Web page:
SIPs are fabricated with an approximately 35-45 mm deep rectangular recess around their perimeter. This allows the panels to slot around structural timber members which serves several purposes. At the base of a SIP wall, a continuous timber plate is bolted to the slab (a base plate). The SIP then slots over the plate and is nailed to the side of the base plate. In this way, the recess has allowed the panel to be discreetly fixed to the slab and functions similarly to connect other parts of the structure. An example of this is how the panels connect to each other. Vertical panels positioned side by side are spliced together by wide (70-100mm) laminated vertical pieces of timber or a SIP spline slotted into the recess and nailed to each board. Lastly, at an end panel, the recess allows a piece of timber to be fixed in the SIP end recess. This protects the foam core, as it should not be permanently exposed. Refer to the Installation tab for the connection details described above.

For each structural design, certain items should be specified on the design drawings including the SIP brand, wall thicknesses, bracing walls, fixings, splines, lintels, and a detail for extra tall walls.

Further Specifications

SIP Supplier/Brand:

As structural timber SIPs aren’t covered by the Australian Standards yet, a panel supplier should be nominated. Each brand must have their panels tested and certified by a Structural Engineer to meet Australian Standard requirements for new products. The brand supplies strength and deflection capacities for design purposes.


Each SIPS brand or supplier provides structural design tables outlining the capacities for each SIP thickness – a thicker sandwich panel has more load capacity and lateral stiffness. Typical thicknesses include 90mm, 140mm, 150mm, and 160mm. The thickness of SIPs for each part of the structure should be specified.

Bracing Walls:

Bracing walls take additional loads to standard walls. Standard walls take vertical compression from the roof and floor above, vertical tension from the roof above, and lateral out of plane wind pressure. Bracing walls additionally take in-plane lateral wind loads which are applied from the ceiling diaphragm into the bracing walls. Because of this additional in-plane lateral load, bracing walls must be nominated on the project plan drawings and a standard bracing wall detail should be included or referenced.


Fixings and connections should be indicated on drawings to accommodate the specific loads for the project. This includes fixings of other structural elements to the SIPs, fixings of SIPs to each other, corner fixing detail, fixings for bracing walls, and compression, tension loads.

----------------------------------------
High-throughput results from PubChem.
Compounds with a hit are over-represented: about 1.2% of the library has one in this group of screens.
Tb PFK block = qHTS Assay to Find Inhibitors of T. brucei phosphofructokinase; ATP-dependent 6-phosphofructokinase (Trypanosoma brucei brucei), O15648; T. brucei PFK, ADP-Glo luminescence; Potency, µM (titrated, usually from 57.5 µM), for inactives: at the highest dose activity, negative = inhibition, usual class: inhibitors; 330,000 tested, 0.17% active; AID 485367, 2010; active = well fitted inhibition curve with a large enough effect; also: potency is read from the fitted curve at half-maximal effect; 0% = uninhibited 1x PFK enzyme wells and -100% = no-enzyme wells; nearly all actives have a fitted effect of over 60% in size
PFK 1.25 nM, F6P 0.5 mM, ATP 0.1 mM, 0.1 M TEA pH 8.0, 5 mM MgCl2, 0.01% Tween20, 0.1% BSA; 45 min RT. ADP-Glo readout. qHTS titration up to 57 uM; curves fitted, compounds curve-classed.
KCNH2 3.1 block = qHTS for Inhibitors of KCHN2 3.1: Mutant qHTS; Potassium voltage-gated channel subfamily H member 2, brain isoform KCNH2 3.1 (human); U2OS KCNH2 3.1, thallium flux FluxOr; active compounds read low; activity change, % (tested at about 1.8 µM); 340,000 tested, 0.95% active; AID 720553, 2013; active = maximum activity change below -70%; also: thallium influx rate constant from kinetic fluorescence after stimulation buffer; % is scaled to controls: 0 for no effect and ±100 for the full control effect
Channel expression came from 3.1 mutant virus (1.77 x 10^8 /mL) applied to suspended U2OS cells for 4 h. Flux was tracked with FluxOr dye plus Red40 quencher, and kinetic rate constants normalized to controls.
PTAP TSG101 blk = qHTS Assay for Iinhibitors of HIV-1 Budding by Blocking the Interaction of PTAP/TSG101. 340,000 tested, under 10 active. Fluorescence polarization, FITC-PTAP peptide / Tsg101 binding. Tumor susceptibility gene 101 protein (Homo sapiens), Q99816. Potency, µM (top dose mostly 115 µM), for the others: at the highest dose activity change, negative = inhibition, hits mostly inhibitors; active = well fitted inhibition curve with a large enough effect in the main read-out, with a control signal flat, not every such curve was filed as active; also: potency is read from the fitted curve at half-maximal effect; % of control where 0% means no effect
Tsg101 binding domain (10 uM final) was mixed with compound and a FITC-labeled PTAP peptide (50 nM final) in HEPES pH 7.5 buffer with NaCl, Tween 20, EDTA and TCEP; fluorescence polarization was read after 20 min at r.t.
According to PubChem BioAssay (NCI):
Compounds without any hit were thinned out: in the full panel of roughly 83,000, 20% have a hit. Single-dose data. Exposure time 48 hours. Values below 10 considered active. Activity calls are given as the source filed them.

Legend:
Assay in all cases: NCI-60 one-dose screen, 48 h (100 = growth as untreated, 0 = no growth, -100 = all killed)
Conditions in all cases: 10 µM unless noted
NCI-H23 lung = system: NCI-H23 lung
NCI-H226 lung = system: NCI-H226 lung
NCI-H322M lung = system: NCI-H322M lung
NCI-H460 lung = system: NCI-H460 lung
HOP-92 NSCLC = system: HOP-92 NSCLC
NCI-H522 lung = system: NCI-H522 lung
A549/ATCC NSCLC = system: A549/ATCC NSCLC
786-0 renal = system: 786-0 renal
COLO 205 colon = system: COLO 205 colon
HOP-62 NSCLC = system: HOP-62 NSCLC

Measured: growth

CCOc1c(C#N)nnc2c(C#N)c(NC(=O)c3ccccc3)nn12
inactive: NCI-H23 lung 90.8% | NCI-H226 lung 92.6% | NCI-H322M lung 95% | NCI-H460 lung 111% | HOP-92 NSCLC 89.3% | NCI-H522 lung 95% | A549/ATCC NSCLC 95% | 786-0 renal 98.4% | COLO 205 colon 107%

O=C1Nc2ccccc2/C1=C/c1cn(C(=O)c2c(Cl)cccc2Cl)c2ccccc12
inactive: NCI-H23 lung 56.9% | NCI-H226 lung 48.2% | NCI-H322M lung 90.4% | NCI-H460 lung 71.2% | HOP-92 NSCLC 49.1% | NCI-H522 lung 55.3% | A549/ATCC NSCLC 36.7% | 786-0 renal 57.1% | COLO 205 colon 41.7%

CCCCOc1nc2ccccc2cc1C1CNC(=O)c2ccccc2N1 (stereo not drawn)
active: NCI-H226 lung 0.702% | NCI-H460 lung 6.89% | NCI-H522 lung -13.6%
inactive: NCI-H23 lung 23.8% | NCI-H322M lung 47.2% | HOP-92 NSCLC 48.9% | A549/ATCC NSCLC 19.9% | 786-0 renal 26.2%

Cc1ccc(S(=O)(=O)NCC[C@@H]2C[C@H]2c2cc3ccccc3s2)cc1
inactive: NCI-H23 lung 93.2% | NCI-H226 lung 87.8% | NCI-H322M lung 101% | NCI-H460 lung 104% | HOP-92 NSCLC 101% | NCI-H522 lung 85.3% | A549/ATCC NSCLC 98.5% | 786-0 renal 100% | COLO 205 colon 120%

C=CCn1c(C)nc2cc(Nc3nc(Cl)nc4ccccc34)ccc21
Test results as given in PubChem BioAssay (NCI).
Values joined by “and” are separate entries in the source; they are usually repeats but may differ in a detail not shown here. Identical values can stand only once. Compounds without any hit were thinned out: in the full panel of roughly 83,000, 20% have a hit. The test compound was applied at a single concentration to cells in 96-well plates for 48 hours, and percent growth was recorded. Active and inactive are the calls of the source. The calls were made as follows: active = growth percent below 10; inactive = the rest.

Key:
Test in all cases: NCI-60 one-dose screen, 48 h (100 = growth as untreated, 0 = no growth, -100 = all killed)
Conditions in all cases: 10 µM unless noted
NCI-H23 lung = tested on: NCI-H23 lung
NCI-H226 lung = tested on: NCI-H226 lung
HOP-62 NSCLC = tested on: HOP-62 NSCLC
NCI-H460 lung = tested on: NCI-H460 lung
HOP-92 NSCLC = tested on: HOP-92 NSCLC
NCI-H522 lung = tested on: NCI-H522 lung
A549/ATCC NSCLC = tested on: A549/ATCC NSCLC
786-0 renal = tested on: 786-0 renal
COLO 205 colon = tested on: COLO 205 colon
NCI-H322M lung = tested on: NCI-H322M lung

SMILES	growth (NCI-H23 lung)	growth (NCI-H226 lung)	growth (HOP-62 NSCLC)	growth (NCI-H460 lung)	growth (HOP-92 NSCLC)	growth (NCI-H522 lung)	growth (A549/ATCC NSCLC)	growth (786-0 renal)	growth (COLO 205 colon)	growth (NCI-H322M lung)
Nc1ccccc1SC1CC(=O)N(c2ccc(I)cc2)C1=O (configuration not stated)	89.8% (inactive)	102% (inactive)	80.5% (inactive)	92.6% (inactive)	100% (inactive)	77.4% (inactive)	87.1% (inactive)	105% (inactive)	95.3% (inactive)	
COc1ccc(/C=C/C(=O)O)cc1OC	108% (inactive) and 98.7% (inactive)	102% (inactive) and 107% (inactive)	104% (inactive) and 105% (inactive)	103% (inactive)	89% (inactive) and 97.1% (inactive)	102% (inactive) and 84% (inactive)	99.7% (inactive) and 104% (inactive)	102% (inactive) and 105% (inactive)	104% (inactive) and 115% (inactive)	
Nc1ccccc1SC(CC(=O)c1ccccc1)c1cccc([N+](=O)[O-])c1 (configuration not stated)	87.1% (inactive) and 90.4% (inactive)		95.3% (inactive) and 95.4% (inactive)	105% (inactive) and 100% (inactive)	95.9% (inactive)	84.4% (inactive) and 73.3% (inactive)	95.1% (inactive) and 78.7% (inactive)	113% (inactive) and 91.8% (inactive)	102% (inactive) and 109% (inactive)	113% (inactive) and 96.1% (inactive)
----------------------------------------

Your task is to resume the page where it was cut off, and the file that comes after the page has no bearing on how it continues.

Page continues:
• Number of nails, nail spacing
  • Edge distances
  • Tie down product type
  • Tie down bolt size and spacing

Spline type:

SIP walls can be spliced together with either two laminated timber studs or a SIP spline (a narrow short SIP that slots in the main SIP recesses). A SIP spline provides better insulating qualities however the studs provide additional strength.

  • SIP spline
  • Laminated stud spline

Additional Framing:

SIPs often need additional framing members to achieve tricky components or shapes. These should be identified and specified in design drawings.

  • Large windows
    • Jamb studs
    • Timber lintel beam recessed into underside of lintel panel
    • Tie down either side of window
  • Very tall walls (>3m, depends on panel size availability)
    • Horizontal splines
    • Timber vertical studs
  • Rafters for roof systems and connections to SIPs
  • Joists for suspended floor systems and connections to SIPs


Similar to timber framing, SIPs must have a treatment specification called up to ensure the OSB can resist termites and rot.

  • H2 or H3

The following figures illustrate typical example details for the construction of SIP systems. They are courtesy of SIPS Industries who manufacture SIPs in Perth and ship all around Australia.

When detailing SIP systems, particular attention must be given to:

  • framing openings
  • bracing walls
  • connection details to other SIPs and standard framing members


SIP wall joining block 

Double timber stud spline in SIP wall 

SIP spline in SIP wall

SIP spline in SIP wall



SIP wall corner detail 

SIP wall corner detail

SIP wall fixing to a slab

SIP wall fixing to slab 

Suspended floor to load bearing SIP wall detail

 Suspended floor to load bearing SIP wall detail

SIP roof to SIP wall detail 

SIP roof to SIP wall detail